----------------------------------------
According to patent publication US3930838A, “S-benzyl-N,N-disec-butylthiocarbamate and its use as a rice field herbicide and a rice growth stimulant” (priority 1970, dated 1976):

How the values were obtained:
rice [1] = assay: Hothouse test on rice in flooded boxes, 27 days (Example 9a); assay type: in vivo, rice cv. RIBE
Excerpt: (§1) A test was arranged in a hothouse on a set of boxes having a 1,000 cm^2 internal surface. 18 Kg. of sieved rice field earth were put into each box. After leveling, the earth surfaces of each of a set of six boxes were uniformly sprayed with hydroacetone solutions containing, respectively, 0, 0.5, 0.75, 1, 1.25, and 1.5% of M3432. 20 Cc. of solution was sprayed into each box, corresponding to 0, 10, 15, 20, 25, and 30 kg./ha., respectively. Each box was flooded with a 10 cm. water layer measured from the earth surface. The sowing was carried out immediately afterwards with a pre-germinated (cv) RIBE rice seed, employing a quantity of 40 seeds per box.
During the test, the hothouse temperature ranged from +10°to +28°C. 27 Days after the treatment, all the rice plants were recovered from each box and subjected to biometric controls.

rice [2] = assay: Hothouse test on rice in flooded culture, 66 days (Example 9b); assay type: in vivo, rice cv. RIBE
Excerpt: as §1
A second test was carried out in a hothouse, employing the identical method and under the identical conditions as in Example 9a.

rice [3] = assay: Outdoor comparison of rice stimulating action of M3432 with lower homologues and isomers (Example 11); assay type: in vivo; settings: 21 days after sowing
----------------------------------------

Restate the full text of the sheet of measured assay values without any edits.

According to patent publication US3930838A, “S-benzyl-N,N-disec-butylthiocarbamate and its use as a rice field herbicide and a rice growth stimulant” (priority 1970, dated 1976):

How the values were obtained:
rice [1] = assay: Hothouse test on rice in flooded boxes, 27 days (Example 9a); assay type: in vivo, rice cv. RIBE
Excerpt: (§1) A test was arranged in a hothouse on a set of boxes having a 1,000 cm^2 internal surface. 18 Kg. of sieved rice field earth were put into each box. After leveling, the earth surfaces of each of a set of six boxes were uniformly sprayed with hydroacetone solutions containing, respectively, 0, 0.5, 0.75, 1, 1.25, and 1.5% of M3432. 20 Cc. of solution was sprayed into each box, corresponding to 0, 10, 15, 20, 25, and 30 kg./ha., respectively. Each box was flooded with a 10 cm. water layer measured from the earth surface. The sowing was carried out immediately afterwards with a pre-germinated (cv) RIBE rice seed, employing a quantity of 40 seeds per box.
During the test, the hothouse temperature ranged from +10°to +28°C. 27 Days after the treatment, all the rice plants were recovered from each box and subjected to biometric controls.

rice [2] = assay: Hothouse test on rice in flooded culture, 66 days (Example 9b); assay type: in vivo, rice cv. RIBE
Excerpt: as §1
A second test was carried out in a hothouse, employing the identical method and under the identical conditions as in Example 9a.

rice [3] = assay: Outdoor comparison of rice stimulating action of M3432 with lower homologues and isomers (Example 11); assay type: in vivo; settings: 21 days after sowing